I was able to fill my life with service, and made healthy relationships with friends. I felt burden after burden be lifted as I turned to my Savior. I became a good person filled with hope. However, I never really addressed my problem. I had been brainwashed all my life that I was being a drama queen. That I didn’t understand what was really going on in my house. That we were never to tell anyone because then where would we be. I buried my issues deep in my heart. I let them rot in a place that nobody would ever find, and I unconsciously decided that I was okay with that. I considered myself healed because I never thought about it. It was forgotten.
When I met my husband, I realized how wrong I had been. I didn’t want to tell him what happened, but I realized that he would need to know. I don’t know how he knew, but he pulled it out of me. He asked me just the right questions to open up long locked doors. He released the pus as we like to say in our house. Clare also helped me substantially. She doesn’t realize or know, but I signed up for therapy because of her. She told me how great it was, and how much it helped her.
With the encouragement of my fiancé, I decided to go through with my decision for therapy. As we released the pus, there were many anxieties, habits, and worries that surfaced and clouded my mind that hadn’t done so for many years. I felt broken, and aware of how much I had let my hate rot. Going to therapy was the best decision I ever made. I was able to tell someone what had happened, and feel validated in my feelings. I also learned how to deal with my anxiety in a healthy way. Usually I shut down emotionally just like I did with my abuse, but these practices helped me to self-soothe.
Throughout all of this heartache remained my husband and God. My husband asked me to tell him everything that happened in therapy. He learned how to use each of my practices I was taught, and he used them on me constantly. He always led me in the right direction, and I can’t even count how many priesthood blessings he gave me. He latched onto the idea my therapist gave me of being honest with my family about my anxiety. He helped me in so many ways.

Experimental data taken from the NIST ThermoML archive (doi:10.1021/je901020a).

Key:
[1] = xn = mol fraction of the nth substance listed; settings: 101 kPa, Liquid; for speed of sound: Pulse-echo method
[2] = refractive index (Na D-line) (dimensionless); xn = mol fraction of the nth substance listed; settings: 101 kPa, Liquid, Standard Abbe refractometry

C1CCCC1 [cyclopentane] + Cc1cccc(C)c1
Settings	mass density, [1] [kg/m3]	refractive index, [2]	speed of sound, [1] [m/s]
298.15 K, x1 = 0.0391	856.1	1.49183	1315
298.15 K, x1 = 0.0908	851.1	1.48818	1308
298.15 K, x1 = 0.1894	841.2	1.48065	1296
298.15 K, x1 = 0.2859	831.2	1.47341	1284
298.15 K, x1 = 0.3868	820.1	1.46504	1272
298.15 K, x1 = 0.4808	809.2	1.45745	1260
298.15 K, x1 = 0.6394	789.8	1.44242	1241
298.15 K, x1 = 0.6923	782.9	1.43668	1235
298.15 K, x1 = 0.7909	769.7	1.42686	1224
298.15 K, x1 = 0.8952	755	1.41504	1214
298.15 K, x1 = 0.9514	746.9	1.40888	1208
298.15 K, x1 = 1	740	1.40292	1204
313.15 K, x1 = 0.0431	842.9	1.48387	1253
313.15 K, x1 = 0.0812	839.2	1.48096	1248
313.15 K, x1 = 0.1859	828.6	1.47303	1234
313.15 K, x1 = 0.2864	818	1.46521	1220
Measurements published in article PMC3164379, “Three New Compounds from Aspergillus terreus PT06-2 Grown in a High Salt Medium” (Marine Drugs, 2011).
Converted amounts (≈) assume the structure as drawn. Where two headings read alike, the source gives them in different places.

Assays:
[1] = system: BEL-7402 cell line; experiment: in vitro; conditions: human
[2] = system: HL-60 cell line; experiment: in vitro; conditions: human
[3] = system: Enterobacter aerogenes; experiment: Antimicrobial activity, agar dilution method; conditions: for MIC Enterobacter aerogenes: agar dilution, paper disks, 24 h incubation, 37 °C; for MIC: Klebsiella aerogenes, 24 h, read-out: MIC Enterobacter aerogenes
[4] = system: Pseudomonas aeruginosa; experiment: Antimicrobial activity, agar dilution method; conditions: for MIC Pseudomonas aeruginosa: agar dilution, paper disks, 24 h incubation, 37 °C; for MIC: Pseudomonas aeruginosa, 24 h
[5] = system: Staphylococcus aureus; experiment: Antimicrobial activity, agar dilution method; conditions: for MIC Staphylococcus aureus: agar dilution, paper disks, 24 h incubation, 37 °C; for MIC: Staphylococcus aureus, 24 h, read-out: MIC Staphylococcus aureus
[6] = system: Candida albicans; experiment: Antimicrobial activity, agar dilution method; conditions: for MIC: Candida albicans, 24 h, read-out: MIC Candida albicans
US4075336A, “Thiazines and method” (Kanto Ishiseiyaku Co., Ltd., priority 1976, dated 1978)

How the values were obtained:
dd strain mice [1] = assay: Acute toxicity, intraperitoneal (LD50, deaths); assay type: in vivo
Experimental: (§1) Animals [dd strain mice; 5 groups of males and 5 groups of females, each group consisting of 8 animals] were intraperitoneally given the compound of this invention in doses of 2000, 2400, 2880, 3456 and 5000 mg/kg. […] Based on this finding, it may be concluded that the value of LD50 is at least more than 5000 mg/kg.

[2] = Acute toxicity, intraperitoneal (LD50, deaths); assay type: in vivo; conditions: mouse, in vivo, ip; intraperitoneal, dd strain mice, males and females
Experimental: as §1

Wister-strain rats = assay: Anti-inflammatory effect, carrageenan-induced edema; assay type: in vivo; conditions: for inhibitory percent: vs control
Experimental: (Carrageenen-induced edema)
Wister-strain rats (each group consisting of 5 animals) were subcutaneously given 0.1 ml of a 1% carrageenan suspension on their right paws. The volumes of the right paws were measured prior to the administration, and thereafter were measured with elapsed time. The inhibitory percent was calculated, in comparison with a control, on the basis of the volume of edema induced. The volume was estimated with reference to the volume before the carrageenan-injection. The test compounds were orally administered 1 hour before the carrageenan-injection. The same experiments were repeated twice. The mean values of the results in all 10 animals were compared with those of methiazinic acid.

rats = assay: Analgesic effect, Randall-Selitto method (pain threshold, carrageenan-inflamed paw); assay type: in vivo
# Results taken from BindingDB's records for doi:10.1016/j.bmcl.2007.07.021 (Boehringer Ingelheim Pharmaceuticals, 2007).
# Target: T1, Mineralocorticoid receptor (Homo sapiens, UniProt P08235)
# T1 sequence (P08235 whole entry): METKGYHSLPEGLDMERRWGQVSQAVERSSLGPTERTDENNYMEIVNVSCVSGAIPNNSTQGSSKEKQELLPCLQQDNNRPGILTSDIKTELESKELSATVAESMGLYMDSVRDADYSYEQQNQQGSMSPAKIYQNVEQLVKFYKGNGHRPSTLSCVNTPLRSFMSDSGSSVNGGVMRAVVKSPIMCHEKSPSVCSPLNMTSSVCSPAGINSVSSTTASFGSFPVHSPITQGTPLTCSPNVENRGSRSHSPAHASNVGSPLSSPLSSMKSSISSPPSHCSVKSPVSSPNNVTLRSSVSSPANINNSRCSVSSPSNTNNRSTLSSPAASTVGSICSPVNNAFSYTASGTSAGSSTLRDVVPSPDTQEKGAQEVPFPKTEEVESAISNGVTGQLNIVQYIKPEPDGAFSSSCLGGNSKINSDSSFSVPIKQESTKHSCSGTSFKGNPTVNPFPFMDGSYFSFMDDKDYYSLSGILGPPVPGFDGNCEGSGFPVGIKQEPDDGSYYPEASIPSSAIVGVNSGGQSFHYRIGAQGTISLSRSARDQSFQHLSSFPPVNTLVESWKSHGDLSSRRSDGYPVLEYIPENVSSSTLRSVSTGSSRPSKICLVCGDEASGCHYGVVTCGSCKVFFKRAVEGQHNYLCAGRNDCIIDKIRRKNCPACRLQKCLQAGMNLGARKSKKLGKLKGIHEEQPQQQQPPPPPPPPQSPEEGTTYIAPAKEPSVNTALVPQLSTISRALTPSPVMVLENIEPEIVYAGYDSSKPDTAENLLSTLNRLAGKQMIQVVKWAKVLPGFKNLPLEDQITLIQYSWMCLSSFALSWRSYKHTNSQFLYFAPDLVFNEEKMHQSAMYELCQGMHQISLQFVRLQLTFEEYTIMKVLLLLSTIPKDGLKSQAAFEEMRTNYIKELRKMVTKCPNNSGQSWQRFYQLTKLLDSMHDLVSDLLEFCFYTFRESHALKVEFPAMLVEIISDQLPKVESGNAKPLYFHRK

I also had God. I could feel Him supporting me every step of the way. Because of my abuse I have this unexplainable fear of pain. I even had a panic attack on my wedding night. Sex was very hard for me to get used too, and it really surprised me that my abuse was able to attack one of the most special and intimate things you can ever share with your spouse. Even when I had these panic attacks, I still felt God. I felt him lift my heart and soul. I knew He stood by me and sent angels to watch over me when I couldn’t handle the anxiety anymore.
I recommend therapy to anyone dealing with anxiety, abuse, or any other mental related issues. It helps you deal with your pain head on, and teaches you how to continue through your pain. My therapy gave me hope. It also gave me peace.
However, I know that my issues aren’t fully erased just because I have acknowledged them. I still deal with anxiety constantly, and it constantly worries me that my anxiety will be too much for my husband. However, he has never wavered. He still holds me when I’m hyperventilating, and he also helps me to turn to my Savior in my darkest moments. I can’t say that the hate is completely erased from my heart yet. I’m still healing, but as I said I have hope and believe that the hate will be replaced. This hope comes from God and His Son, it also comes from the most understanding partner a woman can have. With these three men on my side, I know I will make it.